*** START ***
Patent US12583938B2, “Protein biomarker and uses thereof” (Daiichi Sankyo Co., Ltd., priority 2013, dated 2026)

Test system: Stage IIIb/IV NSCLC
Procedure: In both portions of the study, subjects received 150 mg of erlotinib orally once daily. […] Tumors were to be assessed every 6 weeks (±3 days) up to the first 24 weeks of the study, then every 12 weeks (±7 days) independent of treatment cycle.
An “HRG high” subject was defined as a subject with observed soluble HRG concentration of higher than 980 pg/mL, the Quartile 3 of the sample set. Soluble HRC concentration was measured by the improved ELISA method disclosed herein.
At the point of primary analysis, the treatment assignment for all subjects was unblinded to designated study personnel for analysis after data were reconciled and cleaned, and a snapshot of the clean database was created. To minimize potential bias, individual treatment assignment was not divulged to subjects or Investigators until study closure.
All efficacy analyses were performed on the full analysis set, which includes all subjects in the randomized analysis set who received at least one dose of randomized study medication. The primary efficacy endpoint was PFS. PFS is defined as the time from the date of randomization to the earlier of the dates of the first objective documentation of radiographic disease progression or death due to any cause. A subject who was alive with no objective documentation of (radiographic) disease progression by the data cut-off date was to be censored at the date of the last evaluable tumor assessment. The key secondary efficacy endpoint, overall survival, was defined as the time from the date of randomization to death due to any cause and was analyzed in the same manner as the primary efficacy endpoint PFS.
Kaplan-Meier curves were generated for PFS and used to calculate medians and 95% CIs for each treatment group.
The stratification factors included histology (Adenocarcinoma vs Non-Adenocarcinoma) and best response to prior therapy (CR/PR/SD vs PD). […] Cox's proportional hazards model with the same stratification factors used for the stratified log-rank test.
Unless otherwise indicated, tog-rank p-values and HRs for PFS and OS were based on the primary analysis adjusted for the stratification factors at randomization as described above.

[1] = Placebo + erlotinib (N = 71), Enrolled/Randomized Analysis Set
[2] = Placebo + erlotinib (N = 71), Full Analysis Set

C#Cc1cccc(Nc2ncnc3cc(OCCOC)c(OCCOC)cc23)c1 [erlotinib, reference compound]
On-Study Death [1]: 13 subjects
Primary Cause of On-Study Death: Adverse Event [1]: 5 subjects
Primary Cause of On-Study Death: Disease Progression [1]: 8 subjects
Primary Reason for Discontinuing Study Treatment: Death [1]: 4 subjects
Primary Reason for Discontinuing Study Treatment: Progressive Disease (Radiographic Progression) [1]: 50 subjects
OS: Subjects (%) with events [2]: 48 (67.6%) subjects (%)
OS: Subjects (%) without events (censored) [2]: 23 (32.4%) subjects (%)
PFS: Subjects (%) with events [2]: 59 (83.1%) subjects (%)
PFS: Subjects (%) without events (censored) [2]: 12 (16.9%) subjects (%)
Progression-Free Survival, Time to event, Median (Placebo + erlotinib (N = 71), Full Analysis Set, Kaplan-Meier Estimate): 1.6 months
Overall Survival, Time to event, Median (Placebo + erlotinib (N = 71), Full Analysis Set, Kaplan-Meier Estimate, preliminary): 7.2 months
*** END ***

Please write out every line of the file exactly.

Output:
Patent US12583938B2, “Protein biomarker and uses thereof” (Daiichi Sankyo Co., Ltd., priority 2013, dated 2026)

Test system: Stage IIIb/IV NSCLC
Procedure: In both portions of the study, subjects received 150 mg of erlotinib orally once daily. […] Tumors were to be assessed every 6 weeks (±3 days) up to the first 24 weeks of the study, then every 12 weeks (±7 days) independent of treatment cycle.
An “HRG high” subject was defined as a subject with observed soluble HRG concentration of higher than 980 pg/mL, the Quartile 3 of the sample set. Soluble HRC concentration was measured by the improved ELISA method disclosed herein.
At the point of primary analysis, the treatment assignment for all subjects was unblinded to designated study personnel for analysis after data were reconciled and cleaned, and a snapshot of the clean database was created. To minimize potential bias, individual treatment assignment was not divulged to subjects or Investigators until study closure.
All efficacy analyses were performed on the full analysis set, which includes all subjects in the randomized analysis set who received at least one dose of randomized study medication. The primary efficacy endpoint was PFS. PFS is defined as the time from the date of randomization to the earlier of the dates of the first objective documentation of radiographic disease progression or death due to any cause. A subject who was alive with no objective documentation of (radiographic) disease progression by the data cut-off date was to be censored at the date of the last evaluable tumor assessment. The key secondary efficacy endpoint, overall survival, was defined as the time from the date of randomization to death due to any cause and was analyzed in the same manner as the primary efficacy endpoint PFS.
Kaplan-Meier curves were generated for PFS and used to calculate medians and 95% CIs for each treatment group.
The stratification factors included histology (Adenocarcinoma vs Non-Adenocarcinoma) and best response to prior therapy (CR/PR/SD vs PD). […] Cox's proportional hazards model with the same stratification factors used for the stratified log-rank test.
Unless otherwise indicated, tog-rank p-values and HRs for PFS and OS were based on the primary analysis adjusted for the stratification factors at randomization as described above.

[1] = Placebo + erlotinib (N = 71), Enrolled/Randomized Analysis Set
[2] = Placebo + erlotinib (N = 71), Full Analysis Set

C#Cc1cccc(Nc2ncnc3cc(OCCOC)c(OCCOC)cc23)c1 [erlotinib, reference compound]
On-Study Death [1]: 13 subjects
Primary Cause of On-Study Death: Adverse Event [1]: 5 subjects
Primary Cause of On-Study Death: Disease Progression [1]: 8 subjects
Primary Reason for Discontinuing Study Treatment: Death [1]: 4 subjects
Primary Reason for Discontinuing Study Treatment: Progressive Disease (Radiographic Progression) [1]: 50 subjects
OS: Subjects (%) with events [2]: 48 (67.6%) subjects (%)
OS: Subjects (%) without events (censored) [2]: 23 (32.4%) subjects (%)
PFS: Subjects (%) with events [2]: 59 (83.1%) subjects (%)
PFS: Subjects (%) without events (censored) [2]: 12 (16.9%) subjects (%)
Progression-Free Survival, Time to event, Median (Placebo + erlotinib (N = 71), Full Analysis Set, Kaplan-Meier Estimate): 1.6 months
Overall Survival, Time to event, Median (Placebo + erlotinib (N = 71), Full Analysis Set, Kaplan-Meier Estimate, preliminary): 7.2 months